Ask any paleontologist when the first animals appeared on Earth, and they will tell you the same thing: with a few notable exceptions, it was during the Cambrian eruption 541 million years ago. Okay, no paleobiologist. A new study published in the journal Nature is turning heads with a basic suggestion: sponges, one of the simplest creatures on the planet, maybe much older than the Cambrian eruption – 350 million years old, to be exact.
The Wiggly-looking structures in the rocks of northwestern Canada resemble the inner scales of sea sponges, but they are 890 million years old. If confirmed, they could be the oldest known animal fossils in the world. “If I’m right, the animals appeared long before the first fossils of traditional herbivores,” study author Elizabeth Turner told Nature. “It means the animal has a deep background history that just couldn’t be preserved very well.”
The idea that animal life existed before the Cambrian era is controversial, but not new. Paleontologists have two main resources that they can estimate when animals first appeared: fossil records and a technique called molecular clock estimation. The former is simple: if we find a fossil that is x million years old, that animal must have lived at that time.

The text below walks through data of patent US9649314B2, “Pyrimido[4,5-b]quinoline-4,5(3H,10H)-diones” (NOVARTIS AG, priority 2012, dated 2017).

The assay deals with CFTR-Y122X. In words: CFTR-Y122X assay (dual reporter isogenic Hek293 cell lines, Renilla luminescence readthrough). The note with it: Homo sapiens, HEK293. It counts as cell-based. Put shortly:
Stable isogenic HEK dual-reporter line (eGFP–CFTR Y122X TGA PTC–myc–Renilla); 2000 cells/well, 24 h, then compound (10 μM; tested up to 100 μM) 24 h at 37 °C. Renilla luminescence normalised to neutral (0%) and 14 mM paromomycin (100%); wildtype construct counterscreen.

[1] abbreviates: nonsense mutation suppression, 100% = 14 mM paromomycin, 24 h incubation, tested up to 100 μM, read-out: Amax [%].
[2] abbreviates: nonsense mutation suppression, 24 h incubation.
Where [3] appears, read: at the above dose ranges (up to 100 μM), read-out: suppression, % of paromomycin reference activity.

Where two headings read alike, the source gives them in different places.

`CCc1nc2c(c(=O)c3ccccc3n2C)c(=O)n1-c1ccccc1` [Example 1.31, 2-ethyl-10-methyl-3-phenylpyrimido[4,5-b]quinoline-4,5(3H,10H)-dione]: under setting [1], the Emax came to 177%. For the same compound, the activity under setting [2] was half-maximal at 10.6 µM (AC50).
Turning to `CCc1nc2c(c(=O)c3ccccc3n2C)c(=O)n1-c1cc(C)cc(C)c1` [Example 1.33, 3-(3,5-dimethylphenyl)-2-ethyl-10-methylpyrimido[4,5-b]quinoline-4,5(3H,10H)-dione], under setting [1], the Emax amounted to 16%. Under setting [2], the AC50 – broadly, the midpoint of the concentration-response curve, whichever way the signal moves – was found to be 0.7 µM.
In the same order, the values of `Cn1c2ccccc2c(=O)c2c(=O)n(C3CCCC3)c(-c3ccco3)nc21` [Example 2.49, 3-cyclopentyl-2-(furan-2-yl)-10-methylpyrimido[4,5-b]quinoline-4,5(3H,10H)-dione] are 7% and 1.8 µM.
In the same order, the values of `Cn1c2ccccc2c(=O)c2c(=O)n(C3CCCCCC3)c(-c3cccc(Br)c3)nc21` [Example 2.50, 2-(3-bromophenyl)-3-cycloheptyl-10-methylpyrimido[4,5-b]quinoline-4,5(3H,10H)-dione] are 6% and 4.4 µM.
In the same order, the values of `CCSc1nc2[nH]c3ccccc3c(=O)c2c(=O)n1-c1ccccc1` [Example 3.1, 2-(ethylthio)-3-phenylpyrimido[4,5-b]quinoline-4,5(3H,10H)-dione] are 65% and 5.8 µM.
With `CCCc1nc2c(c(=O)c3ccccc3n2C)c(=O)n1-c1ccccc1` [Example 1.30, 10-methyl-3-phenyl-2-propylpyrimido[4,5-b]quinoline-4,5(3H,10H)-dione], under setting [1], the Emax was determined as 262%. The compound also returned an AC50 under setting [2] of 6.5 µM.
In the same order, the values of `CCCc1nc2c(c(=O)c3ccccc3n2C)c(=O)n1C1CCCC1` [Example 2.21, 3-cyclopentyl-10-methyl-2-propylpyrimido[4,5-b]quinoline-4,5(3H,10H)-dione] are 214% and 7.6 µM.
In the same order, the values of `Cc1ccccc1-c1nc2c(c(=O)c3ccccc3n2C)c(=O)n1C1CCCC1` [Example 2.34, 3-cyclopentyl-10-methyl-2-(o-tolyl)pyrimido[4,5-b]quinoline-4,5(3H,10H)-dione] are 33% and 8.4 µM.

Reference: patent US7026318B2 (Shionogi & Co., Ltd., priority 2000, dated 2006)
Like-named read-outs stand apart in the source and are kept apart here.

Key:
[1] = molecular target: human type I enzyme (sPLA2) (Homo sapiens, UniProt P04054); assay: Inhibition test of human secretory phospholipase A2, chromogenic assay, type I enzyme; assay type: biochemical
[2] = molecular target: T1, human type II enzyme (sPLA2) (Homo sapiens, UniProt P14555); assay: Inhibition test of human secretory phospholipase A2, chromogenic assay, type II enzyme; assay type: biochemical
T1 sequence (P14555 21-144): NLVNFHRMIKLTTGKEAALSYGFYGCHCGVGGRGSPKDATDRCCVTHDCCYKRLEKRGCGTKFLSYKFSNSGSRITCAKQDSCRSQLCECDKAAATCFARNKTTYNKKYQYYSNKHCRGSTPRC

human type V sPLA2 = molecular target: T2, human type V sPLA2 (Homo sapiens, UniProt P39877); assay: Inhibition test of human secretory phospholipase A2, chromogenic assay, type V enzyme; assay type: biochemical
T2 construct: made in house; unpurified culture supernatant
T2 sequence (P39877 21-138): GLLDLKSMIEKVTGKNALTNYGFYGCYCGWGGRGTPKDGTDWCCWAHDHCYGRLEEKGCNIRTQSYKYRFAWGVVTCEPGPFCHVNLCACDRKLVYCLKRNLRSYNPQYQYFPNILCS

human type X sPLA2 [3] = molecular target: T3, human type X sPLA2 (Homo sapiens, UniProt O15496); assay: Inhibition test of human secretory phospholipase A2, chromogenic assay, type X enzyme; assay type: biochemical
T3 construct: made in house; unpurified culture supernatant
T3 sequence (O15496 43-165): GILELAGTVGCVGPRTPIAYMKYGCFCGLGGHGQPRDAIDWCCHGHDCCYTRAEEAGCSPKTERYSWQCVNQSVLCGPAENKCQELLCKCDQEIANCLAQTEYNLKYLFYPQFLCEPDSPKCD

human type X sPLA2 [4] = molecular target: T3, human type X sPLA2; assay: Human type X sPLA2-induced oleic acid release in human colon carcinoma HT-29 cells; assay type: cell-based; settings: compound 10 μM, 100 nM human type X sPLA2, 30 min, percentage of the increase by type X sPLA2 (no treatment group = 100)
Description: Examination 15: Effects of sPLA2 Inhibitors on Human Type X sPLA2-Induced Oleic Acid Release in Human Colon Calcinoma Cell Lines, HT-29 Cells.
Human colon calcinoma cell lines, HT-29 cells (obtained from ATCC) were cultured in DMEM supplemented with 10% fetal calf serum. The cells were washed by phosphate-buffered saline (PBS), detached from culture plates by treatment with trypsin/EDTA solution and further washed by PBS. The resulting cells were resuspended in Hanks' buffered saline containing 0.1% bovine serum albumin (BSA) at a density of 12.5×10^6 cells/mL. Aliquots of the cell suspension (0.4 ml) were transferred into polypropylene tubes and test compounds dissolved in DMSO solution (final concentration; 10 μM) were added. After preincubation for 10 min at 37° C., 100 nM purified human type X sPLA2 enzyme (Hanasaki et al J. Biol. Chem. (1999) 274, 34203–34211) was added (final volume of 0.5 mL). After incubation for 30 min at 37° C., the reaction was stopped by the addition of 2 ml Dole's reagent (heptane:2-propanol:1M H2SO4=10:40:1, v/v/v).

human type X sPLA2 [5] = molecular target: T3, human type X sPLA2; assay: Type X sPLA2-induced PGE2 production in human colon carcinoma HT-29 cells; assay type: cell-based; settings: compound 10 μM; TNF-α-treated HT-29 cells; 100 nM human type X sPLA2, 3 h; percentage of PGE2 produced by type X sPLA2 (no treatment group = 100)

The latter is more abstract: it is based on the idea that evolution occurs at a relatively constant speed, and therefore can be worked out by comparing how different the species are from each other since the time the two species shared a common ancestor. The problem arises when these two methods give radically different answers. Most estimates of the atomic clock tell us that the last common ancestor of animal life evolved today, the first 100 million years ago, shortly before the definitive fossil record was created.
Turner’s paper is “quite convincing” in that respect, according to paleontologist Amelia Penny, who was not involved in the study. He told New Scientist that this new hypothesis “brings back the fossil record with the atomic clock estimate.” Turner found the first 890 million-year-old rock specimens that eventually led him to his paper as a student, but this did not happen several years later, as a professor, he was able to return to Little Dal reefs in far northwestern Canada Go.